Content ROI – How to measure the value of your content

In business, the ROI (Return on Investment) is one of the most important indicators for success or failure. It describes the ratio between the profit and the costs of a particular investment. Many marketing departments, CEOs and freelancers are still struggling communicating the ROI of their company’s content (marketing) efforts. Yet, it’s crucial to know the business value of content in your organisation.

In this article, I’ll try to provide a basic approach to calculate your content’s ROI. Although, I won’t be able to sketch a complete DuPont analysis for your content, it might be a first step in controlling your efforts in content strategy and/or content marketing.

Know what & how to measure

Peter Drucker might have coined one of the most important quotes in business management:

If you can’t measure it, you can’t improve it.

Peter Drucker

Most businesses are not able to track the performance of their content. You might think you are missing the right tools or the knowledge to measure your content performance. However, you can start small with just one free but comprehensive tool: Google Analytics. If you haven’t implemented Google Analytics (or a similar website analytics tool) so far, stop reading and go ahead to install the tracking code.

With a website analytics tool like Google you’ve taken the first step towards measurability of your content. However, it seems there is an infinite number of content-related data that can be tracked out there. Don’t get lost in the details.

Before you can decide what you want to measure you need to know where the content of your organisation lives. At this point I would recommend you to go for a content audit of all the content your company has produced. To save you time and trouble (at least for now), you can also take a look at the different channels your company uses to communicate.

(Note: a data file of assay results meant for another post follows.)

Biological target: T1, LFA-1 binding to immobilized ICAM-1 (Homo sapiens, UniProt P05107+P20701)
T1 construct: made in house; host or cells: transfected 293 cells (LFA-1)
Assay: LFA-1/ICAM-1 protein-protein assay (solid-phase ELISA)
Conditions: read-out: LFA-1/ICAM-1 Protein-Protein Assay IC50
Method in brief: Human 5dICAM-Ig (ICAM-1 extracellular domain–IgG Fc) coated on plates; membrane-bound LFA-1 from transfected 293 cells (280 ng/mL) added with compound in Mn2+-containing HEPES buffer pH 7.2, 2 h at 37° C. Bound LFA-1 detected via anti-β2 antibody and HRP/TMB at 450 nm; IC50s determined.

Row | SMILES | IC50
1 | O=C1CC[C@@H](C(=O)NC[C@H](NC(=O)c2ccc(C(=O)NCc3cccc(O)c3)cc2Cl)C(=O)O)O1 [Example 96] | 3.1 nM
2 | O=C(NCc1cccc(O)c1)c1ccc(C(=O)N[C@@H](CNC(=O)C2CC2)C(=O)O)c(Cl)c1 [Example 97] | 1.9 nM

Make a list of the different social media channels, websites, blogs, newsletters, etc. your organisation is offering. Subsequently, you have to find common key figures which you can use to represent the performance of the different channels. As soon as you know what data you are looking for, it will be easy to find a suitable tracking tool.

Common KPIs for content performance

In the content strategy community, there is still a lot of discussion on how to measure content performance and success. Especially soft factors such as trust, brand, sentiments and similar qualitative data are hard to measure and assess.

Nevertheless, there are some important KPIs that can be measured for almost every channel, whether it’s your newsletter, website or Facebook page:

  • Reach: the total number of different people exposed at least once
  • Engagement: how involved people are with your content
  • Leads: the total number of new contacts (email addresses or similar) created
  • Conversions: the total number of goal achievements (sales, downloads, etc.)

While reach can be seen as a vanity metric, which means it won’t have any value for measuring success, it’s still a basic indicator for your content’s possible influence. From a business perspective, leads and conversions are definitely the most important KPIs.

Calculate your ROI

Now it’s time to connect the KPIs with your investments. You can analyse each channel on it’s own or you can calculate the ROI for all channels and your whole content marketing efforts. I would suggest you to break it down to the different channels. This will help you to find the most successful channels. For each channel, divide the investments (cumulative costs) by any KPI. The result could be for example the costs for each person you reached, the costs for each lead and more commonly the costs for each conversion (sometimes also described as CPA, cost per acquisition).

Fuel for content controlling

But why should you measure all these things and relate it to your content (marketing) investments? It’s the most basic thing you could do for content controlling. Whether your are an analytical person or not, it’s crucial to know whether your efforts are profitable or not. It’s even better if you know which efforts (for example channel-wise) are more profitable than others.

 

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